Monday, January 7, 2008

What's in a name? A Growing Bibliography

The T&T Clark Blog links to several essays available for free download in the Philip Davies festschrift, In Search of Philip R. Davies: Whose Festschrift Is It Anyway? (Duncan Burns and John W. Rogerson, eds; T&T Clark, 2008?). One by R. Barry Matlock caught my eye: "Jew by Nature": Paul, Ethnicity, and Galatians." A quick scan of the article shows it is long on theory and short on application to Paul, but Matlock is evidently working on a larger project on the same topic.

Here's another 2007 monograph on ethnicity in Paul:

Hodge, Caroline Johnson. If Sons, Then Heirs: A Study of Kinship and Ethnicity in the Letters of Paul (Oxford, 2007):
Abstract: Christianity is understood to be a “universal” religion that transcends the particularities of history and culture, including differences related to kinship and ethnicity. This portrait of Christianity has been maintained by an interpretive tradition that claims that Paul eliminates ethnicity or at least separates it from what is important about Christianity. This study challenges that perception. Through an examination of kinship and ethnic language in Paul's letters, this book demonstrates that notions of peoplehood and lineage are not rejected or downplayed by Paul; instead they are central to his gospel. Paul's chief concern is the status of the gentile peoples who are alienated from the God of Israel. Ethnicity defines this theological problem, just as it shapes his own evangelizing of the ethnic and religious “other”. According to Paul, God has responded to the gentile predicament through Christ. Using the logic of patrilineal descent, Paul constructs a myth of origins for gentiles: through baptism into Christ the gentiles become descendants of Abraham, adopted sons of God and coheirs with Christ. Although Jews and gentiles now share a common ancestor, Paul does not collapse them into one group. They are separate but related lineages of Abraham. Kinship and ethnicity work well in Paul's arguments, for at the same time that they present themselves as natural and fixed, they are also open to negotiation and reworking. This paradox renders them effective tools in organizing people and power, shaping self-understanding and defining membership. This analysis demonstrates that Paul's thinking is immersed in the story of a specific people and their God. He speaks not as a Christian theologian, but as a 1st-century Jewish teacher of gentiles responding to concrete situations in the communities he founded.
The OUP webpage for the book also includes chapter abstracts.

Since the flood of publications on the meaning of Ioudaios--or on ethnicity in Early "Judaism" and "Christianity" more generally--is not likely to abate soon, I might as well keep tracking them here:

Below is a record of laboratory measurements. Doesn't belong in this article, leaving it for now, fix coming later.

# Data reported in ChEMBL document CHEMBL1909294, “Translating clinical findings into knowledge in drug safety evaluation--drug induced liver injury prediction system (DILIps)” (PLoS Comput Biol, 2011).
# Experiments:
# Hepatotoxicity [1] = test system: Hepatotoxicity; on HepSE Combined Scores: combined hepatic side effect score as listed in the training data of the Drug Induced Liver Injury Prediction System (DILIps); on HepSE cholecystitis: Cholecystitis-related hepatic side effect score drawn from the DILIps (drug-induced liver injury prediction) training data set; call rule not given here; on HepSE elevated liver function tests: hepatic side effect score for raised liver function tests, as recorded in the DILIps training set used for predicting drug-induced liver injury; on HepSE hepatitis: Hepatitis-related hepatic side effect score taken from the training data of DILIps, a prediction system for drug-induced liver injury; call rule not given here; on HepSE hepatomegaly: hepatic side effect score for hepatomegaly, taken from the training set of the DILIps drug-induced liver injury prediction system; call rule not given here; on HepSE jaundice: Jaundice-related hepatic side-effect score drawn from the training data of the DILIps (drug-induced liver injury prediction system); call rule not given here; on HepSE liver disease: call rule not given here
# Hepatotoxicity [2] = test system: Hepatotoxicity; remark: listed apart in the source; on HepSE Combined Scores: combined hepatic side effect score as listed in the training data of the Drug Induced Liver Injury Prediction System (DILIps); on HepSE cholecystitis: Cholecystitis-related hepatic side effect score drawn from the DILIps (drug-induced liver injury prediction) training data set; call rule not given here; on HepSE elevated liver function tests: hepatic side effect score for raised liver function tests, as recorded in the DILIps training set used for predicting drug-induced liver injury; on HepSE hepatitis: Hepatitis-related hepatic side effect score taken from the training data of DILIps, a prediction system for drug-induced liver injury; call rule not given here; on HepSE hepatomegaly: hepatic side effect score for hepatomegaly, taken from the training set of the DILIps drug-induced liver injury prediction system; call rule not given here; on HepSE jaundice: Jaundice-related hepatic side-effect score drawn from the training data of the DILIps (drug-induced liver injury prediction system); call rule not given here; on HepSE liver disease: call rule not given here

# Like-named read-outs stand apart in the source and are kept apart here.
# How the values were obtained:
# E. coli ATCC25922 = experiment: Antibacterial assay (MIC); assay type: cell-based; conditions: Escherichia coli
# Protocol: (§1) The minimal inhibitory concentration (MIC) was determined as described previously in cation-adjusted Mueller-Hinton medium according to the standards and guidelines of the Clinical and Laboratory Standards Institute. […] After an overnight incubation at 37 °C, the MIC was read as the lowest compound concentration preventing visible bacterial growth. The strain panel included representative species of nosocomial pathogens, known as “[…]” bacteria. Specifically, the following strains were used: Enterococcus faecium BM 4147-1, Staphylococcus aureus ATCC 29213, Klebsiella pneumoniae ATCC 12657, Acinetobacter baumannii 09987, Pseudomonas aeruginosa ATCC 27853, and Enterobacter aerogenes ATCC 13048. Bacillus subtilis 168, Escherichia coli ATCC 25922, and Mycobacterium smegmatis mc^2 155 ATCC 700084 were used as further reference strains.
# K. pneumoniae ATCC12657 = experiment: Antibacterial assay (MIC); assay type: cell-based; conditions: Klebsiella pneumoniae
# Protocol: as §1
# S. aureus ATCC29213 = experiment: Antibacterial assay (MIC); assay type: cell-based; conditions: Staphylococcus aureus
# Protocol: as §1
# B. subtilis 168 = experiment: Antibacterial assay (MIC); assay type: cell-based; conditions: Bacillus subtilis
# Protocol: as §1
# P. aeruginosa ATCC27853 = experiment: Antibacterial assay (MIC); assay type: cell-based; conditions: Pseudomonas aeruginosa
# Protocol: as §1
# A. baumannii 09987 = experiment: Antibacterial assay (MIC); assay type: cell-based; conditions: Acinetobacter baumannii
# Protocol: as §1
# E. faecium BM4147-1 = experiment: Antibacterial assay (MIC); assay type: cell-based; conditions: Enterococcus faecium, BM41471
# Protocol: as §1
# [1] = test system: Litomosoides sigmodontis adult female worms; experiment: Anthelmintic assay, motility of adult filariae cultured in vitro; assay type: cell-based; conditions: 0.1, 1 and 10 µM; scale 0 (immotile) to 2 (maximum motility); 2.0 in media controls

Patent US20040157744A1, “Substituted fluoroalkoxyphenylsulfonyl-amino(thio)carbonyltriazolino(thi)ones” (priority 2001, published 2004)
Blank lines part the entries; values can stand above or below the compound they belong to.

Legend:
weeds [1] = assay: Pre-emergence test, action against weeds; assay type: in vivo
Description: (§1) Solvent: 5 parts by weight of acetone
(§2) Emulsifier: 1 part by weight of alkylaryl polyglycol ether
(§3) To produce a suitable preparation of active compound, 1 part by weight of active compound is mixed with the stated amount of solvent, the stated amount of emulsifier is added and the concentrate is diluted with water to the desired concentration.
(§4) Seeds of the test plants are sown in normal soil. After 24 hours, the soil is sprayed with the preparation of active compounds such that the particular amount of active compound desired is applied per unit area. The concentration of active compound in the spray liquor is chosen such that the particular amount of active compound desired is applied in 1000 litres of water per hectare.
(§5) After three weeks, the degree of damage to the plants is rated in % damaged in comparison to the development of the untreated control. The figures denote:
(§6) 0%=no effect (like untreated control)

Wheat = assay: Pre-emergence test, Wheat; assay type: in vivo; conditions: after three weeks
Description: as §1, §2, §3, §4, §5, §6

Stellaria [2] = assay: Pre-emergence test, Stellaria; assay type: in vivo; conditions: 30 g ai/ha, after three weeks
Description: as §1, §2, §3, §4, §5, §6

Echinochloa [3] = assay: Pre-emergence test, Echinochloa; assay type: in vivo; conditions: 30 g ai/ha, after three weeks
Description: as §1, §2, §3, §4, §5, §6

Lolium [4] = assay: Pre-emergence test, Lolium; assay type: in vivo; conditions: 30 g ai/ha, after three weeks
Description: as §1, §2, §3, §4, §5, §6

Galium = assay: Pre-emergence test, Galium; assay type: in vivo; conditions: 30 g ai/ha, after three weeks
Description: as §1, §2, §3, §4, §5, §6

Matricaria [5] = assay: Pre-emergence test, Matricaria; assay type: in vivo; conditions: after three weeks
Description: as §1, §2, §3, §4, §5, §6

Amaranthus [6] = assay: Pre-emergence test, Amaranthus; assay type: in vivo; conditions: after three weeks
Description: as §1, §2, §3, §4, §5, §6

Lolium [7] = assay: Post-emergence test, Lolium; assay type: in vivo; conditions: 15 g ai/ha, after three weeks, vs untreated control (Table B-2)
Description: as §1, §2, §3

Dunn, James D. G. "Two Covenants or One? The Interdependence of Jewish and Christian Identity," Pages 97-124 in Geschichte--Tradition--Reflexion. Edited by Hubert Cancik, Hermann Lichtenberger, and Peter Schäfer. Tübingen: Mohr Siebeck, 1996.

Goodblatt, David M. Elements of Ancient Jewish Nationalism. Cambridge: Cambridge University Press, 2006.

Jones, Siân and Sarah Pearce, eds. Jewish Local Patriotism and Self-Identification in the Graeco-Roman Period. JSPSupp. 31. Sheffield: Sheffield Academic Press, 1998.

Porton, Gary G. "Who was a Jew?," Pages 197-220 in Judaism in Late Antiquity Part Three: Where We Stand: Issues and Debates in Ancient Judaism. Edited by Jacob Neusner and Alan J. Avery-Peck. Leiden: Brill, 1999.

Kessler, Gwynn. "Let's Cross that Body When We Get to It: Gender and Ethnicity in Rabbinic Literature." JAAR 73, no. 2 (2005): 329-359.

Neusner, Jacob. "Was Rabbinic Judaism Really Ethnic?" CBQ 57, no. 2 (1995): 281-305.

Udoh, Fabian. To Caesar What is Caesar's: Tribute, Taxes and Imperial Administration in Early Roman Palestine (63 B.C.E.-70 C.E.). Providence, RI: Brown Judaic Studies, 2005.
David Hindley comments: He seems to suggest that from the time of the early emperors onward Jews enjoyed a quasi-political "ethnos" which guaranteed certain rights and privileges to the members, regardless of place of residence. These included the right to practice ancestral customs unmolested, right to assemble for worship according to these customs, and transport money offerings to Jerusalem. I believe that he thinks this "ethnarchy" was centered on the temple in Jerusalem, sort of like a "temple state."

Earlier posts in this series:
Part 1: On Jews and Judeans, Israelites and Israelis
Part 2: Ioudaios according to Shaye Cohen
Part 3a: Ioudaios according to Philip Esler
Part 3b: Philip Esler Responds to Shaye Cohen
Part 4: Judean vs. Israelite according to John H. Elliott
Part 5a: Ioudaios according to Steve Mason
Part 5b: Ioudaios according to Steve Mason
Part 6: Preliminary Conclusions
The Translation of Ioudaios and the Parting of the Ways

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